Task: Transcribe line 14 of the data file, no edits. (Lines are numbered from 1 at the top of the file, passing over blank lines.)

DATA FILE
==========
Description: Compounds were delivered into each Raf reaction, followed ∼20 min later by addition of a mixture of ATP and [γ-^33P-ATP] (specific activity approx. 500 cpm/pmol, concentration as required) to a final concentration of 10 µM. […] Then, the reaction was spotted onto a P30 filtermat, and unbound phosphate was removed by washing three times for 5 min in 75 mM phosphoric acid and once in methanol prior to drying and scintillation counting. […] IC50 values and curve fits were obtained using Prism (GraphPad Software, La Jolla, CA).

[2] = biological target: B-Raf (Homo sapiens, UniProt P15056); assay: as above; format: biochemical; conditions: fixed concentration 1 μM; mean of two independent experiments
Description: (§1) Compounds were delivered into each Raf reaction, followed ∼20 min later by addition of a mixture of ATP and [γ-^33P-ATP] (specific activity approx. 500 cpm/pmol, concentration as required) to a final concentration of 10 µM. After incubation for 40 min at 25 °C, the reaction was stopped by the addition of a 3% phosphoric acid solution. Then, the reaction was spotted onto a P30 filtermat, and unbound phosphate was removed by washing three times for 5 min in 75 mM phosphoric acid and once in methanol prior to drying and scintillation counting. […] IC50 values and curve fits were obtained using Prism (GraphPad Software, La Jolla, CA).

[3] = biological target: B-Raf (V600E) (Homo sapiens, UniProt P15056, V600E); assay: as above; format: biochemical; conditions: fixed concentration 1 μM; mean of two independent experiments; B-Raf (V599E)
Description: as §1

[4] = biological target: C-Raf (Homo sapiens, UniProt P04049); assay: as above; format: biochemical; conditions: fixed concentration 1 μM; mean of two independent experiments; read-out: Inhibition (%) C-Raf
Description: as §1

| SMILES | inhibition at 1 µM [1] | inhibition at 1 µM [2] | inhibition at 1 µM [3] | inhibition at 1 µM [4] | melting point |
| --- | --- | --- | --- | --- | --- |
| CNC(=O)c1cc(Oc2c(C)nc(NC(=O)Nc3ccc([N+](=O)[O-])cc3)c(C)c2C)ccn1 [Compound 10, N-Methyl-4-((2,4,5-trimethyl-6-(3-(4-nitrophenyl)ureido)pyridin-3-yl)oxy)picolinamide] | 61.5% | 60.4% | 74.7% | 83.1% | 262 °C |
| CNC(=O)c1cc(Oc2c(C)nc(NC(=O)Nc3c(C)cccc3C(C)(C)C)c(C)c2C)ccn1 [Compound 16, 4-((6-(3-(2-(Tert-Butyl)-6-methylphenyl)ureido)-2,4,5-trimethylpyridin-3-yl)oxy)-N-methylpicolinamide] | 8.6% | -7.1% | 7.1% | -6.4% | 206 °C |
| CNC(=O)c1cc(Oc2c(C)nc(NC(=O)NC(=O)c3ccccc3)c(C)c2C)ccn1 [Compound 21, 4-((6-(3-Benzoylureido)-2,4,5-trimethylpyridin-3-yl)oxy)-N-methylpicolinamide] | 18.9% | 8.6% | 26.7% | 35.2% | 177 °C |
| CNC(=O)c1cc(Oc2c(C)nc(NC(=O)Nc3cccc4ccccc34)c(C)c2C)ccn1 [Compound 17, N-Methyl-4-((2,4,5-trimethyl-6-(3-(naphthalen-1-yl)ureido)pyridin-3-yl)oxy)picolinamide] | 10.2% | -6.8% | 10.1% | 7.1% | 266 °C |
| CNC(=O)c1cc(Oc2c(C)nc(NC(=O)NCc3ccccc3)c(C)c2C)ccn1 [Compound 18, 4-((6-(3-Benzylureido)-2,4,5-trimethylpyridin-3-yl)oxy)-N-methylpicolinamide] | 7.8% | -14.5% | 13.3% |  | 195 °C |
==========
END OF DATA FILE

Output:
| CNC(=O)c1cc(Oc2c(C)nc(NC(=O)NCc3ccccc3)c(C)c2C)ccn1 [Compound 18, 4-((6-(3-Benzylureido)-2,4,5-trimethylpyridin-3-yl)oxy)-N-methylpicolinamide] | 7.8% | -14.5% | 13.3% |  | 195 °C |